Analysis: West Africa piracy issue to stay long term, may affect regional trade

The recent violent attack on the Malta-flagged VLCC MT Kalamos off the Nigerian coast has sparked a fresh round of talks in the shipping industry about the escalating piracy threat in West Africa and its potential implications.

Shipping and maritime security sources say an inadequate response to piracy is likely to result in higher insurance premiums and crewing costs for shipowners and encourage them to lobby for stricter security measures.

“It’s a very sad incident and it will have an impact on how business is done in WAF,” a shipowner said. “The pirates down there are ruthless and can cause grave damage to the ship and crew. Owners are going to have to start taking precautions such as employing security teams to deal with the threat.”

The problem is that the use of armed guards, a method consistently promoted by shipping players and used effectively to battle Somali piracy, would not be easy to implement in the West African region.

“Most of the piracy attacks in West Africa take place in the coastal waters of African countries,” said Chris Trelawny, senior deputy director of the Maritime Safety Division at the International Maritime Organization (IMO).

“And certainly, those states would not be easily convinced to let armed private contractors into their territory.”

There are also other legal and insurance risks involved in using armed guards, industry sources say. These include the reliability of guards available in the region and responsibility for injury or death of pirates, armed mercenaries or the crew on the vessel attacked.

The African state in whose territorial waters the incident takes place may hold the shipowner involved responsible, unlike in the case of Somali piracy attacks, which affect vessels transiting international waters, sources said.


According to Cyrus Mody, assistant director of the International Maritime Bureau, the piracy threat in the Gulf of Guinea is a very serious and often underrated issue, which might escalate further unless there is a major overhaul to security efforts.

“The pirate attacks there are usually well executed, deadly and routed in organized criminal groups,” Mody said. “Pirates not only take valuables and hostages from the vessels, they also in some cases attempt to steal the cargo, demonstrating good technical expertise.”

Technical expertise is required to conduct a ship-to-ship transfer from a hijacked tanker to another pirate-controlled cargo ship, which is the prevalent piracy method for stealing cargoes around West Africa.

Pirates in most cases choose targets among the clean tankers, which carry refined petroleum products, As sources explained. Such products can then be easily sold on the Nigerian black market. Crude oil is not particularly valuable for pirates as it would require processing through low-capacity illegal refineries before becoming sales-worthy.

Since it is a lucrative business for criminals, piracy in the Gulf of Guinea will not be easily tackled.

“The scale of response to this threat is nowhere near to what it should be,” Mody said. “A global response and pooling of resources is required, mostly to support local governments in their anti-piracy efforts.” He added that coordination of local coastguard forces and set-up of guarded anchorages in the area would be a good start.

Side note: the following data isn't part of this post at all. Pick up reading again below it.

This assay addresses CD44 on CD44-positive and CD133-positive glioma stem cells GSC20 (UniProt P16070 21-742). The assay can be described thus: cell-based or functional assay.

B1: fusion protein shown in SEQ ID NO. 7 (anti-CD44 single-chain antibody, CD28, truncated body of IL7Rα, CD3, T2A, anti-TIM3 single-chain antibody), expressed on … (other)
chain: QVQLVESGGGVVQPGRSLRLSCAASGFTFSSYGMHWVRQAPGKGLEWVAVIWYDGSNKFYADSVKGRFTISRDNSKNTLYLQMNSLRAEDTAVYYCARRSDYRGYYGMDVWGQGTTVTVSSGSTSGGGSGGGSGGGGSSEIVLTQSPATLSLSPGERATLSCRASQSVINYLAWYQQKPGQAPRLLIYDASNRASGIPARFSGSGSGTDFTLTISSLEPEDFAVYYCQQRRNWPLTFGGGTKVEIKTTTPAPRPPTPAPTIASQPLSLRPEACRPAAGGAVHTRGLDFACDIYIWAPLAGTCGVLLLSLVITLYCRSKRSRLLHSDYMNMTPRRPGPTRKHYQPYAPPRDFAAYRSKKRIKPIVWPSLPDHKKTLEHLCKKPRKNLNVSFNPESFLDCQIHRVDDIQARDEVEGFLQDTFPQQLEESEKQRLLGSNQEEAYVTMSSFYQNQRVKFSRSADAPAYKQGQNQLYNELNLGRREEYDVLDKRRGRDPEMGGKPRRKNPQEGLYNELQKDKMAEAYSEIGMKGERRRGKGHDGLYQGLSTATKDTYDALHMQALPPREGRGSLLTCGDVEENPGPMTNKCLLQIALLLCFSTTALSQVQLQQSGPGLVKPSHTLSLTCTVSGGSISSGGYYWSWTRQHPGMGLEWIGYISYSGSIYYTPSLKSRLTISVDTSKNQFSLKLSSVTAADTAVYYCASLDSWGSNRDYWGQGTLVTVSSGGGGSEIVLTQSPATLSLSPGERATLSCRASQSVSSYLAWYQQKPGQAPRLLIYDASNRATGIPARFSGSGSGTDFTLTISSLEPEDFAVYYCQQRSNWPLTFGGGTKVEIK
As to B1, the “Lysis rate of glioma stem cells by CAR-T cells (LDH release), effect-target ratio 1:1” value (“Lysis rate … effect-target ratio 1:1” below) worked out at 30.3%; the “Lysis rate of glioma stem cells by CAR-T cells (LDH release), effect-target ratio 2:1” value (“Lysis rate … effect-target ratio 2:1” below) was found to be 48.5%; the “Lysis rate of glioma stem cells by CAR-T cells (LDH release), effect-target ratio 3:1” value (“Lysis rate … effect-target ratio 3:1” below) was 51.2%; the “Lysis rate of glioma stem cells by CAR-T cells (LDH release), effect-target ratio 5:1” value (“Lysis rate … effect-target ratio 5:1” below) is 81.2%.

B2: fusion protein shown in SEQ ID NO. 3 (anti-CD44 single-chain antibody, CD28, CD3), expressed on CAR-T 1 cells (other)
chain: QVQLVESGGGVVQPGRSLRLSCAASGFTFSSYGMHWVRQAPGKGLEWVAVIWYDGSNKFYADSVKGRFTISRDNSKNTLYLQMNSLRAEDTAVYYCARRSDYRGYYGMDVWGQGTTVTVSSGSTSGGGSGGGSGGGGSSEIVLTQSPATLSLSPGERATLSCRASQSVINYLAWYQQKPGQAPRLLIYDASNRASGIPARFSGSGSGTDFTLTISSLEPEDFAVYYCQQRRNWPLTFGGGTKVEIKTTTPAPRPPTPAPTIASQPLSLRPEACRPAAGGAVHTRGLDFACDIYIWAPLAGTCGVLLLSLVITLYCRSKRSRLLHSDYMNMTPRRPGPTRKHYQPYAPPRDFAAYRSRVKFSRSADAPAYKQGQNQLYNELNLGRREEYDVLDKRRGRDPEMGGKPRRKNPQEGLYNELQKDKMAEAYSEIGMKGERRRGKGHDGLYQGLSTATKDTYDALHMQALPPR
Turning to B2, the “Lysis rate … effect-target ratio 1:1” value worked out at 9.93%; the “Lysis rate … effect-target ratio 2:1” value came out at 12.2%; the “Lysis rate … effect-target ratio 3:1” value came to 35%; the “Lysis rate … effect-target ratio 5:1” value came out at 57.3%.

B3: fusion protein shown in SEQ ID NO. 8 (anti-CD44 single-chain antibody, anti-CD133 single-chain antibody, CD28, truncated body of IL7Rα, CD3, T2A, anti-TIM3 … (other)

Another factor that makes the piracy issue worse is the lack of reporting of piracy incidents from shipowners.

“Some choose not to report attacks as they fear retaliation from pirates, an rise in insurance costs and their vessels being held for investigation by authorities,” he said. “Such attitudes would also have to change if we are to battle piracy effectively.”


As the piracy problem in West Africa is not of the kind to be resolved quickly, some shipping and oil trading players are raising concerns over its long-term implications.

The West African region is an extremely significant exporter of crude oil, with Nigeria, Angola, Equatorial Guinea and Gabon the key producers. “If piracy escalates, this could have an impact but we are still assessing it,” a West African crude trader said. “The recent attack on the VLCC might be an isolated incident, but the fear could still spread.”

India and particularly Indian refiners like BPCL and IOC are consistent and major buyers of WAF crude, and traders were waiting to see if demand from India might be affected by this incident.

However, most trading sources expect piracy to have little effect on the oil trade, considering the sheer size and importance of the region in terms of oil exports.

“Maybe shipowners will see some premium added but no impact expected on grade differentials,” a second WAF crude trader said.

The impact on shipping could be more significant. Sources said higher freight rates for certain WAF loadings were a possibility given the possible increase in expenses that could soon be faced by shipowners calling at countries such as Nigeria.

“This is a very serious situation, it’s the first killing we’ve seen in quite some time so people are nervous. The crew on a ship going to Nigeria is going to want to be paid more because of the danger involved and as a result I think the owners will be asking for higher freight rates,” a shipowner said.

According to sources with P&I clubs, higher war-risk premiums for going to West African ports are not on the table yet.

“We do keep a close eye on the situation though,” an underwriter said. “If we perceive that the risk to vessels has increased in the area, the premiums are likely to follow.”


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